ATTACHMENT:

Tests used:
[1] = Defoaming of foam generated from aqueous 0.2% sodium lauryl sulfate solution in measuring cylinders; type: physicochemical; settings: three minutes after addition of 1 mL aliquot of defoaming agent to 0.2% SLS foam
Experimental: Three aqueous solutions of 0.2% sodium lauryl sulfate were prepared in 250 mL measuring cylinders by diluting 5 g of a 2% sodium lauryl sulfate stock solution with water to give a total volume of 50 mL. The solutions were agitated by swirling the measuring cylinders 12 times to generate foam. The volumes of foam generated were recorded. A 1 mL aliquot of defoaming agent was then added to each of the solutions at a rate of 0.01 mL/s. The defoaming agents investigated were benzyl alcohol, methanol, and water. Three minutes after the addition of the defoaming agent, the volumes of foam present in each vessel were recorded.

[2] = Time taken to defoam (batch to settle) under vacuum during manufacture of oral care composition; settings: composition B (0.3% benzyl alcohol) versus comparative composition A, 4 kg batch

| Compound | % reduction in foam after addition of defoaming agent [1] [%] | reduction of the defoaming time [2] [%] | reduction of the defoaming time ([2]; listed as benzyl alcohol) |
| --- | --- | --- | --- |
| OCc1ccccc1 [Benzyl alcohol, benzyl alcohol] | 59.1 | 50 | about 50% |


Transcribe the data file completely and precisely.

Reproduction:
Tests used:
[1] = Defoaming of foam generated from aqueous 0.2% sodium lauryl sulfate solution in measuring cylinders; type: physicochemical; settings: three minutes after addition of 1 mL aliquot of defoaming agent to 0.2% SLS foam
Experimental: Three aqueous solutions of 0.2% sodium lauryl sulfate were prepared in 250 mL measuring cylinders by diluting 5 g of a 2% sodium lauryl sulfate stock solution with water to give a total volume of 50 mL. The solutions were agitated by swirling the measuring cylinders 12 times to generate foam. The volumes of foam generated were recorded. A 1 mL aliquot of defoaming agent was then added to each of the solutions at a rate of 0.01 mL/s. The defoaming agents investigated were benzyl alcohol, methanol, and water. Three minutes after the addition of the defoaming agent, the volumes of foam present in each vessel were recorded.

[2] = Time taken to defoam (batch to settle) under vacuum during manufacture of oral care composition; settings: composition B (0.3% benzyl alcohol) versus comparative composition A, 4 kg batch

| Compound | % reduction in foam after addition of defoaming agent [1] [%] | reduction of the defoaming time [2] [%] | reduction of the defoaming time ([2]; listed as benzyl alcohol) |
| --- | --- | --- | --- |
| OCc1ccccc1 [Benzyl alcohol, benzyl alcohol] | 59.1 | 50 | about 50% |